I agree that this visualization does very well in interaction. You can use the right side text box to show the performance of different regions which boys do better or girls do better. Besides this, if you are interested in a specific dot, just put your mouse on the dot, detailed data will be shown. This design is very readable.
But one thing I want to point out is: though the design use three different color to distinguish different region, what the standard of this partition? I'm confuse with the blue color regions, for example. Western, northern Europe and the Americas all are use blue dot. However, these three regions have different performance in Exams. If you don't read every picture, you can not figure out the trend that girls lead in Northern Europe and boys lead in Western Europe. Relatively, boys and girls go halves in America region. Maybe using three different colors to represent these three regions is better.

(09-08-2014 11:43 AM)aedunn Wrote:  This visualization is a scatterplot showing the difference between boys’ and girls’ test scores on a particular math test by country. Color is used to distinguish between different regions, including Western/Northern Europe and the Americas, Asia and the Pacific Islands, and Eastern/Southern Europe and the Middle East.

There are two things I think the visualization does well. First, it encodes the three regions by different, easily-distinguishable colors. Second, I also like the interactivity -- mousing over the dots shows the country and the scores for both boys and girls. And going through the text box on the top-right of the graph highlights and labels different dots, and also provides some interesting insights on that subset of the data.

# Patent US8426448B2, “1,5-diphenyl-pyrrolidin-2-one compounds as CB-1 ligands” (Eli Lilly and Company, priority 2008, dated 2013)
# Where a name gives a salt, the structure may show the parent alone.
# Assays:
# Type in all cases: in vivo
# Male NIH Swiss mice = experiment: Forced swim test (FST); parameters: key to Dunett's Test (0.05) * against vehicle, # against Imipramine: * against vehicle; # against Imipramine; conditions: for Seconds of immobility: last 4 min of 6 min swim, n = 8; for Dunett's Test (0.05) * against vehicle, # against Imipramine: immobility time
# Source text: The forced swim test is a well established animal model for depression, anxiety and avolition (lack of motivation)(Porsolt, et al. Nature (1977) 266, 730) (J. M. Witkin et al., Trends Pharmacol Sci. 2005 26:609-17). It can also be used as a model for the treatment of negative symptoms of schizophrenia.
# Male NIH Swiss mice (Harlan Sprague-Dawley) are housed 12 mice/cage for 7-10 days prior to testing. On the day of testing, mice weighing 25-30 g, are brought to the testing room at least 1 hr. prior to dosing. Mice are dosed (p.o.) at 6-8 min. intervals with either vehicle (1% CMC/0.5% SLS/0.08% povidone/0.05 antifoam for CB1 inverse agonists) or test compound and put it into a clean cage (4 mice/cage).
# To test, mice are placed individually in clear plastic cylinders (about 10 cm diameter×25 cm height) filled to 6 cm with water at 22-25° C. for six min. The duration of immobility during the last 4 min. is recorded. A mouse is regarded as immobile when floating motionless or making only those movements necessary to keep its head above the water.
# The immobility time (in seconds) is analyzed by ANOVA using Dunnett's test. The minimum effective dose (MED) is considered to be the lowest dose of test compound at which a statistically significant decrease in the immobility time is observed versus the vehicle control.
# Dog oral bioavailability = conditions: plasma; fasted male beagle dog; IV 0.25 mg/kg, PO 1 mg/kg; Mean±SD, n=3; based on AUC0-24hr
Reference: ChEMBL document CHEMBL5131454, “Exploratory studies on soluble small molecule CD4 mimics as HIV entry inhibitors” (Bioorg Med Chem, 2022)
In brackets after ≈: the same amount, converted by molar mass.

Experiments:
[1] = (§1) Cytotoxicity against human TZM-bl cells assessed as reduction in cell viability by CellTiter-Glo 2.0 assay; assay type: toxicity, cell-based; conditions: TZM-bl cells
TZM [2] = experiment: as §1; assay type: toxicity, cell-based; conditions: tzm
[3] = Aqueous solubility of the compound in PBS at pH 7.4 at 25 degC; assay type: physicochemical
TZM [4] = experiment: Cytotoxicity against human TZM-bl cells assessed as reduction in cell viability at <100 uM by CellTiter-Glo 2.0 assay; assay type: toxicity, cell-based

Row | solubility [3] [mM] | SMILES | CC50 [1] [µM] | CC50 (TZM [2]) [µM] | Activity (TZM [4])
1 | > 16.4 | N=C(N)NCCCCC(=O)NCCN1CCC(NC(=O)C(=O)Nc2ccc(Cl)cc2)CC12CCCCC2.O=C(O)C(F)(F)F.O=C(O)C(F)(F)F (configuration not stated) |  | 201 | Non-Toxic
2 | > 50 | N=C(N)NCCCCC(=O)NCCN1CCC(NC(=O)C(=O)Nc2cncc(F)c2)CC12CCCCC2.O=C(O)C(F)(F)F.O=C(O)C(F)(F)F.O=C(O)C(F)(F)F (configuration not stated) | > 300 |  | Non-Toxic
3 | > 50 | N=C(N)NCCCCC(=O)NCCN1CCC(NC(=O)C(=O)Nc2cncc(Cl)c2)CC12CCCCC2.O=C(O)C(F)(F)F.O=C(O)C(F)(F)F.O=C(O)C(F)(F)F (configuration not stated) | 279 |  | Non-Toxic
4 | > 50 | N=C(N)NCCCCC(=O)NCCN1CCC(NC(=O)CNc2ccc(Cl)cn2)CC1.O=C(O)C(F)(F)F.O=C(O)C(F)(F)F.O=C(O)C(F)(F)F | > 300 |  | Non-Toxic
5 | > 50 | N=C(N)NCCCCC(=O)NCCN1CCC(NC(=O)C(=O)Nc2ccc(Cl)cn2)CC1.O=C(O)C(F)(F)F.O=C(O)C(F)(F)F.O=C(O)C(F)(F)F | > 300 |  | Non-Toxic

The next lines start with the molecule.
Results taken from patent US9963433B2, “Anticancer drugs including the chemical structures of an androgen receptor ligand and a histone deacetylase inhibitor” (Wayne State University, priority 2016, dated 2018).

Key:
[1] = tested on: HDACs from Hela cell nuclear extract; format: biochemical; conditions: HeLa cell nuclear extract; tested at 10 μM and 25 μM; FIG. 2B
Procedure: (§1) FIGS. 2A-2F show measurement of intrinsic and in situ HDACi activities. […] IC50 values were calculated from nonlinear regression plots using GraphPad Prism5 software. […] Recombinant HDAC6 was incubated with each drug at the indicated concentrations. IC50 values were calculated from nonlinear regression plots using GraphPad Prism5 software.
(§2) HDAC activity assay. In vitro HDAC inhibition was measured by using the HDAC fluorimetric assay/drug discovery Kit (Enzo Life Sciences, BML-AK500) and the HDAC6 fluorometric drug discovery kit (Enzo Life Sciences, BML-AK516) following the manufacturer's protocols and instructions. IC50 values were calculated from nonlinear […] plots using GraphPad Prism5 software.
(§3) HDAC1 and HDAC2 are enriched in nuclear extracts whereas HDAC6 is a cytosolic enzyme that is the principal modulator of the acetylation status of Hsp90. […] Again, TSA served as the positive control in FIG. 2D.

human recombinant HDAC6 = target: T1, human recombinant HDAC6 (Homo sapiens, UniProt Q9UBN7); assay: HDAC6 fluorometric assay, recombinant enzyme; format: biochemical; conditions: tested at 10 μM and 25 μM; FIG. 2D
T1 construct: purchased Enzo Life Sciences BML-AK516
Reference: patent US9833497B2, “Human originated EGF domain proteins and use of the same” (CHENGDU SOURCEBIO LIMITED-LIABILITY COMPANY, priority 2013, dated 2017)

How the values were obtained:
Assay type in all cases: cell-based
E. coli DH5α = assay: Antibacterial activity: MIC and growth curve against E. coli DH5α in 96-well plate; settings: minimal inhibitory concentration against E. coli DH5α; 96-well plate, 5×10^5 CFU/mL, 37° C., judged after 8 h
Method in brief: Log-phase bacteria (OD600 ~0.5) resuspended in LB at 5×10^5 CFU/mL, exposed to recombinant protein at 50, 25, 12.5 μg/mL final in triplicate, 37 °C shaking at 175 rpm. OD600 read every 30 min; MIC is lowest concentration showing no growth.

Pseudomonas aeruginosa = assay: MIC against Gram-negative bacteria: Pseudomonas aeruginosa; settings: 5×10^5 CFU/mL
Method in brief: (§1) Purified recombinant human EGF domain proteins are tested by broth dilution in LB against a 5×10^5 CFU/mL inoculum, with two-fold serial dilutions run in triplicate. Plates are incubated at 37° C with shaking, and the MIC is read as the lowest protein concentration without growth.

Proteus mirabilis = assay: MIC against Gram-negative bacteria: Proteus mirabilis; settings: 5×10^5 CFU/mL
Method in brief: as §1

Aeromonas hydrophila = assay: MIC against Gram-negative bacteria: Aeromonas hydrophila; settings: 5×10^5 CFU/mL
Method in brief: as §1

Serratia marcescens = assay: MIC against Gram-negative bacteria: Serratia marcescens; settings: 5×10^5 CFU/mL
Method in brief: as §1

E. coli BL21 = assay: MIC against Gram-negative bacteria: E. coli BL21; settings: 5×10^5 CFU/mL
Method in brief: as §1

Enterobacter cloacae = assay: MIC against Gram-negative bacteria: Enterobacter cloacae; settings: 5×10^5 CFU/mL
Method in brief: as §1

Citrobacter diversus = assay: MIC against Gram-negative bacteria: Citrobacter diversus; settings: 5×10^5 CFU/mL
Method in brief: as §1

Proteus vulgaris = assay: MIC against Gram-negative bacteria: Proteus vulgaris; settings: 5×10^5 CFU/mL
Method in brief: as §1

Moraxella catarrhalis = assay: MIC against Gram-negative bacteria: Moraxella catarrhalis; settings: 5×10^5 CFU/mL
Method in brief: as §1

What the visualization does not do well is scales and labeling. The administered math test is not named or explained, so I’m not sure what the scale is. I assumed by the marks shown on the y-axis that the score range is 300-600, but I could be wrong. The percents on the x-axis are also not labeled or explained. I assume they are the difference between boys’ and girls’ scores, but this is not made explicit anywhere. Furthermore, the scale is a little misleading because it only spans 6% both ways. If this scale were extended (maybe to 100%?) then the gender differences would essentially disappear.

In order to improve this visualization, I would just add labels to the plot to explain the meaning of the x- and y-axis, and I would implement more honest scaling that doesn’t exaggerate the gender differences quite so much.

http://www.nytimes.com/interactive/2013/....html?_r=0
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09-14-2014, 08:35 PM
Post: #5
RE: Week 3: Girls Lead in Science Exam, but Not in the United States
I think this is a fantastic piece of visualization.
The visualization takes care of many details a user might have while exploring it.
I agree with aedunn on various points:
1. The colors used to indicate different regions do not conflict in any manner and are easily noticed one against the other.